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I’ve been involved with a married/separated woman for about a year and a half. She and her not-quite-ex were both friends of mine for many years. We all do work in creative arts and have collaborated on and off. After some time, this woman confessed her love for me. She told me she had always felt that way and wanted to know if I felt the same. After a few months of drama, I admitted that I had always felt the same attraction, but tucked it aside because she was married. Long story short, we’ve been involved for a year and a half. We’ve met each other’s families. Everyone gets along very well.
After some time, she ran into some financial trouble, and a good friend of mine offered to help us (her) out without being asked. I took him up on it. Since then, things have been much more unstable. She dumped me a few days after that and then rescinded the next day. Then we spent a wonderful holiday weekend with my family – but she was upset because she said I don’t love her son as much as I love the kids in my extended family (nieces and nephews). I don’t love them the same way. Also, the kids in my family can be difficult, but their behavior is not directed at me. With her child, it’s different.
Am I not making enough of an effort with her or her son? Am I not being understanding enough or supportive enough of her situation? I feel pretty resentful because I’ve worked so hard and tried to help her begin a new life on her own, but I also wonder if I’ve put my efforts in the wrong place. I’ve tried to be clear with her about my feelings. She admits that confrontation is not something she handles well. In my late 40s, confrontation is something I’ve learned not to run away from. Advice, please?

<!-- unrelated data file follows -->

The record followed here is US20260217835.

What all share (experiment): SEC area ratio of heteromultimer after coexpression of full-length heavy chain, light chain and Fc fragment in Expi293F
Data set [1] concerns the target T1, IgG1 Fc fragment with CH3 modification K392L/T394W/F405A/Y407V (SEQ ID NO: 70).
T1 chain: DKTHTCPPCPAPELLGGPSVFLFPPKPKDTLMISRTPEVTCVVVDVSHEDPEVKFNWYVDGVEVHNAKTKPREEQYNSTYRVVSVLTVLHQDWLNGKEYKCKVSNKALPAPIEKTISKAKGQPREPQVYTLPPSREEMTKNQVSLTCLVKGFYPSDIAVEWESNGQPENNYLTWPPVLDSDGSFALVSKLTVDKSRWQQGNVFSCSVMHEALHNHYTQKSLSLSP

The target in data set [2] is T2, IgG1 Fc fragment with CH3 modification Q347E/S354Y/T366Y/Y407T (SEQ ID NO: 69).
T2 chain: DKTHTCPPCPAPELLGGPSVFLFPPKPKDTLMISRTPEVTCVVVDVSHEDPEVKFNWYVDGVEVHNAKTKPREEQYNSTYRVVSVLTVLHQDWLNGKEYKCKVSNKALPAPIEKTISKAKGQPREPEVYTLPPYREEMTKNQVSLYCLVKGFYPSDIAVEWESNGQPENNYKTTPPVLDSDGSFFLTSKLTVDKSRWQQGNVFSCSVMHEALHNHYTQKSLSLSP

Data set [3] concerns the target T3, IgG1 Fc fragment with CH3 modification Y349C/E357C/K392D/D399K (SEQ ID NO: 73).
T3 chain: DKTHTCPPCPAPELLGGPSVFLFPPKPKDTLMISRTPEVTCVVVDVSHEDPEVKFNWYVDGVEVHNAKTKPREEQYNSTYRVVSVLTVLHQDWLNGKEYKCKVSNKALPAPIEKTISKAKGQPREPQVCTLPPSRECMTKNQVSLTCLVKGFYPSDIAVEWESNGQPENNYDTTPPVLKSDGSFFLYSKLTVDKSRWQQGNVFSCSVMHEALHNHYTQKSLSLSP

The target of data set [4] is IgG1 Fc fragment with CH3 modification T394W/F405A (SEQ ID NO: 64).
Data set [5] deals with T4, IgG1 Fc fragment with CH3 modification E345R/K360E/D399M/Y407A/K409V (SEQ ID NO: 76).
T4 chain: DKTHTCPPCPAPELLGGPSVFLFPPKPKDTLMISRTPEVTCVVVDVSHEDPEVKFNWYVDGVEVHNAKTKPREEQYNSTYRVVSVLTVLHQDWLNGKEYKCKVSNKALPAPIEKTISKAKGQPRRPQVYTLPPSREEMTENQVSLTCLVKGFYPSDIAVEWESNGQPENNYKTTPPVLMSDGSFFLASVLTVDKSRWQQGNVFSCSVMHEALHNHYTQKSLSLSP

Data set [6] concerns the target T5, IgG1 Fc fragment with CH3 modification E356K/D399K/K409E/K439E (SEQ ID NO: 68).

I don’t understand why she thinks your behavior with your nieces and nephews would match the way you are with her child. Her kid is not family at the moment. If anything, you should be giving this woman alone time with her son. You can’t be jumping in as a step-parent because that’s not a promise you’re ready to make.
It’s time to have an uncomfortable conversation. You say you’ve “tried to help her begin a new life on her own,” but that’s not what she wants, it seems. She has you on this path with her – in a pretty big way. I keep going back to the lines where you said she “confessed her love,” and that you were “attracted” to her. Those sound like different feelings.
This relationship started after drama. There have been money issues, a quick breakup, and … you resent her. I have to ask: are you happy? Is this more serious than you’d like it to be?
Sit down and imagine what a great relationship would look like with her. Take some notes. Then ask her to do the same.
After that, talk. How much do your visions match? Can she talk about this calmly, with empathy?
This relationship might not be the right fit, but you won’t know until you’re both very clear about what you want right now. If she can’t have the conversation at all, that’s an answer.
Readers? How would you talk about this? What’s happening here? What about that money thing?
Have advice for today’s letter writer? Be helpful. Be clever. Get your comment featured here.Meredith
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